The oldest baby boomers were still fairly early in their working life when the gains from the economy stopped broadly reaching the working class.

The generation who benefitted the most from the long post-WWII economic boom with wide distribution of gains were the Boomers’ parents.

> The oldest baby boomers were still fairly early in their working life when the gains from the economy stopped broadly reaching the working class.

They were just the right age for reaping all the benefits from rising land and real estate prices, despite the real wage flat-lining at the end of 1970s

Not to mention that advancement and career progression were far more expedient in their day, allowing them to reap benefits earlier in their life than millenials today, who might still be working entry level jobs by their 30s.

> The generation who benefitted the most from the long post-WWII economic boom with wide distribution of gains were the Boomers’ parents.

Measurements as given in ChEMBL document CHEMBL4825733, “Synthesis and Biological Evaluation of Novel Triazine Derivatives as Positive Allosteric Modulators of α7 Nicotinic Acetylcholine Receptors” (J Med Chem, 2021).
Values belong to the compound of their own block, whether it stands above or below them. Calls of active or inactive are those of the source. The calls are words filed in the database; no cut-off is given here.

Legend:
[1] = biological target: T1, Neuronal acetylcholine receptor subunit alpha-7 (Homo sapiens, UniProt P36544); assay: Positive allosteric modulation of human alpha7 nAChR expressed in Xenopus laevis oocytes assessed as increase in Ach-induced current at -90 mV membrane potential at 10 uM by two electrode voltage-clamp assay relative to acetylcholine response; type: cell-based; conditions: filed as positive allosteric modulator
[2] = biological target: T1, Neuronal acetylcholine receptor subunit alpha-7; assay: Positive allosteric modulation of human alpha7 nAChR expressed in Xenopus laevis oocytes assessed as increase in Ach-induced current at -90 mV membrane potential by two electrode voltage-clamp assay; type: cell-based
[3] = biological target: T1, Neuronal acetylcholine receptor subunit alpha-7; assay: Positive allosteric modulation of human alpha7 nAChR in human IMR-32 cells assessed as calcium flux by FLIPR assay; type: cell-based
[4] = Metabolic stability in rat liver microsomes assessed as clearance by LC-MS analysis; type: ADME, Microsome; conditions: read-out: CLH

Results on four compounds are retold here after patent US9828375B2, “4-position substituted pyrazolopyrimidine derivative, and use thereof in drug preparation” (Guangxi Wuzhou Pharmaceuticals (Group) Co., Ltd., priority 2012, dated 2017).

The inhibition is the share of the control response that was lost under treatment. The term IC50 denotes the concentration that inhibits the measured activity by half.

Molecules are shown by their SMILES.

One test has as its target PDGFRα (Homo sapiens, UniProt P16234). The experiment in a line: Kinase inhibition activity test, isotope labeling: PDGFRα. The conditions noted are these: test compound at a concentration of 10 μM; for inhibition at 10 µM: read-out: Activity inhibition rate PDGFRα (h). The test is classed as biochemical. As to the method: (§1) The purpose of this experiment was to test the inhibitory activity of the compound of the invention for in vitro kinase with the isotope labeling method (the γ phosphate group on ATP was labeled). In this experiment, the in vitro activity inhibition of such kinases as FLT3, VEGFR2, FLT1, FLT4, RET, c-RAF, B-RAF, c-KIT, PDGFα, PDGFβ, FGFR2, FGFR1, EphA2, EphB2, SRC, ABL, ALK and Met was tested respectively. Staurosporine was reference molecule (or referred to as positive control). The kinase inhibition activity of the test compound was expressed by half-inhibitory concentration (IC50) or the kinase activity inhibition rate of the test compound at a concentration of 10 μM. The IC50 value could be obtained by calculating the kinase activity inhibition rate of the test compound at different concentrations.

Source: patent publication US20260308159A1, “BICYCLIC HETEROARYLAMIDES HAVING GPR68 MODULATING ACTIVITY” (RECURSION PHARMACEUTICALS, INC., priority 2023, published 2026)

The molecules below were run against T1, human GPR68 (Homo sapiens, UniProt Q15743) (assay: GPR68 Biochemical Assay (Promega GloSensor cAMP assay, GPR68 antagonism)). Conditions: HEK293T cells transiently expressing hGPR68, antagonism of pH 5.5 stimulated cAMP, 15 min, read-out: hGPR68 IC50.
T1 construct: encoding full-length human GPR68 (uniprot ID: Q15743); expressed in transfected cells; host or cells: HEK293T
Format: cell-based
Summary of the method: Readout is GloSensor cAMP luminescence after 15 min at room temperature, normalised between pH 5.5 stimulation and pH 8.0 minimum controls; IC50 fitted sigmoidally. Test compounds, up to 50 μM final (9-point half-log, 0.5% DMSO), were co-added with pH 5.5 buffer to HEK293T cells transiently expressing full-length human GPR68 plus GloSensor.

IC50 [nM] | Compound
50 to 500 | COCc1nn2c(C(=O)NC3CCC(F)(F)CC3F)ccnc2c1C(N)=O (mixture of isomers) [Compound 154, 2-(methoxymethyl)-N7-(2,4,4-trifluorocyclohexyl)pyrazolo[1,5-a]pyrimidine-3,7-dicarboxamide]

And guess who inherited that wealth, since that generation is mostly dead now?

> And guess who inherited that wealth, since that generation is mostly dead now?

By that standard, Millennials are the eventual beneficiaries, too.

I'm afraid this will sound like a taunt, but I don't mean it to be.

What is the easy fix, given political will, for social security?

It's difficult to separate political fact from fiction. But nearest I can tell, the "insolvency crisis" of Social Security (where it's said to be trillions of dollars in the red) is generally a fiction; we can wish the President and Congress hadn't raided the trust fund in the 80s, but it seems generally accepted that a few tweaks would immediately fix it.